The Theme Of Imperialism In Joseph Conrad's Heart Of Darkness

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The keynote of the theme of Imperialism is struck at the very outset of Marlow’s narration, when Marlow talks of the ancient Roman conquest of Britain and says that the ancient Romans were conquerors who used force. They grabbed what they get and their conquest and their conquest of Britain was “robbery with violence”, which involved murder on a large scale. The conquest of another Country, says Marlow, mostly means taking away all things from those who have a different complexion or who have flatter noses than the conquerors have. Such a conquest is unpardonable. What Marlow wishes to say is that conquest can be Arora 5 excused only if the conquerors perform some constructive work in the backward country which they have conquered. Marlow…show more content…
In the story, the manager often talks of having someone hanged so that he will have no competition and able to advance his career. All that is important to him is the acquisition of money and power. To the Europeans it is imperative that they attain wealth, power and prestige. They simply care about what works for them and the betterment of their positions. Marlow describes the Brick- maker as a “paper-mache Mephistopheles” because of this man’s cunning. The Brick-maker here, makes no bricks rather, his function is to act as a spy for the…show more content…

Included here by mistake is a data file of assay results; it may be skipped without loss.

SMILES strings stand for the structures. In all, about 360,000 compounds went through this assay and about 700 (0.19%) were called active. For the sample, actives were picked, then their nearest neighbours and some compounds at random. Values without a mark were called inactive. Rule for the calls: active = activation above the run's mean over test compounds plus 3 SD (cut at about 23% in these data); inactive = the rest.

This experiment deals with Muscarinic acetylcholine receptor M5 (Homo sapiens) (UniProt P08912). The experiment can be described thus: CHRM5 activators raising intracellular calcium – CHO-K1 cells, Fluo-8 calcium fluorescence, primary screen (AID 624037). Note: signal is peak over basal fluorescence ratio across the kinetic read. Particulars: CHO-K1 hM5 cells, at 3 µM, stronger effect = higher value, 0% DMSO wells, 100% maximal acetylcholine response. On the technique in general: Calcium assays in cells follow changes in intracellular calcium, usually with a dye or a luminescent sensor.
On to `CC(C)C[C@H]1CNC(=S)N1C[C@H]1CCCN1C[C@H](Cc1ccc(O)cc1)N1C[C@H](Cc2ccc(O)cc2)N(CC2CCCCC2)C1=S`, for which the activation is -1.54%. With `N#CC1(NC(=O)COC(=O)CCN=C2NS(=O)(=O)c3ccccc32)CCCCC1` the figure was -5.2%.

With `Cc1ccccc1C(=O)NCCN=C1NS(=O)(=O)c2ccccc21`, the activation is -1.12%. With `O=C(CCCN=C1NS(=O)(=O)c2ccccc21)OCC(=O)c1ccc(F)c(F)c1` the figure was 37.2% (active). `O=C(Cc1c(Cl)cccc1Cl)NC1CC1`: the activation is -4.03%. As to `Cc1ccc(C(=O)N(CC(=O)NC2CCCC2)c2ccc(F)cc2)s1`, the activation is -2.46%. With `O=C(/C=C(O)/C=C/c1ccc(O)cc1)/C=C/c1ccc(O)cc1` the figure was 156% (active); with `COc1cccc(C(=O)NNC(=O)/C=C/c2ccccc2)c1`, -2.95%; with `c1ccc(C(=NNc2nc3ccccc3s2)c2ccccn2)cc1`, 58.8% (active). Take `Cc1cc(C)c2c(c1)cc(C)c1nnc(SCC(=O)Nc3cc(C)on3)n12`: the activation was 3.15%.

Through Marlow’s journey up the Congo and into the heart of darkness, the horrifying tools of colonialism are laid bare and the true purpose of colonialism and the European capitalist approach is exposed. Conrad is here not only exposing the hollowness and the weakness of the Belgian imperialist rule over the Congo, but also indirectly reminding us of British imperialism in various countries of the world of his time. Today white imperialism has crumbled and most of the countries of Asia and Africa have become independent. But in Conrad’s time all the African countries were still a part of the Dark Continent, and most of the Asian countries were being governed by their white rulers. Therefore, his picture of imperialist misrule and callousness in the backward countries had in those days an undeniable relevance. Conrad’s denunciation of the imperialist rule in the Congo had a valuable message for both the exploiters and the

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